New York City Structures: Low Memorial Library

February 29, 2012 Updated: July 17, 2012
Epoch Times Photo
The Low Memorial Library, known as the focal point of Columbia University's campus, was the first structure erected after Columbia settled in Morningside Heights. (Amal Chen/The Epoch Times)

Architect: Charles McKim
Built: 1895–1897

NEW YORK—”An excellent expression of the neo-Classical style, the monumental domed building is the focal point of the campus,” proclaims a Landmarks Preservation Commission document, referring to the Low Memorial Library, “and its imposing interior, dominated by a vast central hall with rich, classically inspired ornament, ranks as one of the finest monumental spaces in New York City.”

Columbia College moved three times before settling on the Morningside Heights campus in 1897. The Low Memorial Library was the first structure erected on the new campus.

Epoch Times Photo
A closer look at the entrance to the library. (Amal Chen/The Epoch Times)

Modeled after the Pantheon in Rome, the library only acted as a library until 1934. Its Great Hall, originally a reading room, contained bookcases for 12,000 books. A room underneath the reading room housed 150,000 books, while another 16,000 could be found at the galleries above. Full capacity? Almost two million volumes.

The university attempted to find a working delivery system. They tried 10,000 feet of pneumatic tubes, and subsequently, dumbwaiters. Both methods failed.

“The large central space never really worked as a library reading room,” states a U.S. Department of the Interior document. “The library was much more successful as a ceremonial space and administrative offices, and since 1934, this civic monument has been used for exhibitions, convocations, and a reception area. King George VI of England, Winston Churchill, and Queen Juliana of the Netherlands were all welcomed here.”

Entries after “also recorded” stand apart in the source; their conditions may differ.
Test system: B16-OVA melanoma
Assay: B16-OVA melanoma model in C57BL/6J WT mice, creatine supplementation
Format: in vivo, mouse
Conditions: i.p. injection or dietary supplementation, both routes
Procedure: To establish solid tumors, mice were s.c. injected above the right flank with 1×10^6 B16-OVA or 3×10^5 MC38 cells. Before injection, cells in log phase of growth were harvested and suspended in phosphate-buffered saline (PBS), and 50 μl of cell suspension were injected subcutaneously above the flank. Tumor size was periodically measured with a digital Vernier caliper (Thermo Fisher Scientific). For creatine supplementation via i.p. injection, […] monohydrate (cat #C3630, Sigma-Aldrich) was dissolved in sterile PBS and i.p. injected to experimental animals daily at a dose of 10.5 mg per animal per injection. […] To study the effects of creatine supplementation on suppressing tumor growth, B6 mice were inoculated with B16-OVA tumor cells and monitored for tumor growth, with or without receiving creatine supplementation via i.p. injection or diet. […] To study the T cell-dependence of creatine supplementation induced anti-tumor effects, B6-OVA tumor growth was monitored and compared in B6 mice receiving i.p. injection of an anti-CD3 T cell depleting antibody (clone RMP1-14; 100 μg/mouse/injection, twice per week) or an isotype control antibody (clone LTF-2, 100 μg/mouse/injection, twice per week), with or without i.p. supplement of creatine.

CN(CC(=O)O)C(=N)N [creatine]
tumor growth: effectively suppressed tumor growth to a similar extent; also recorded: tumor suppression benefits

Seth Low, a Columbia graduate, mayor of Brooklyn and Manhattan, and Columbia president, donated funds for the library, in honor of his father Abiel Abbot Low.

Classical architecture was popular at the time, and McKim, Mead & White had a stellar reputation and significant influence, especially in New York. They designed many structures in the city, of which approximately 75 are designated city landmarks or are in city historic districts.

A diverse set of materials used to construct the building include green Vermont granite, gilt bronze, and Istrian marble, along with concrete. 

Epoch Times Photo
A statue of Alma Mater sits on the steps leading to the building. (Amal Chen/The Epoch Times)

Classical references abound inside and outside the library. On the steps leading to the building, a statue of Alma Mater sits. Inside, statues of Greeks philosophers Euripides, Demosthenes, Sophocles, are beside the first Roman emperor Augustus Caesar. Nearby inscriptions say: “law” and “philosophy,” as well as “theology” and “medicine.”

Doors of bronze and glass open to an interior that “has the same classical monumentality as the exterior,” states the document. Imposing granite columns border the central hall, which is crowned by a sky-blue dome, 105 ½-feet high. 

In 1967, the building was named a city landmark, and two decades later, a national landmark.

“The Low Memorial is one of the most important Classical structures in America,” says the commission document, “and is one of McKim’s masterpieces.”

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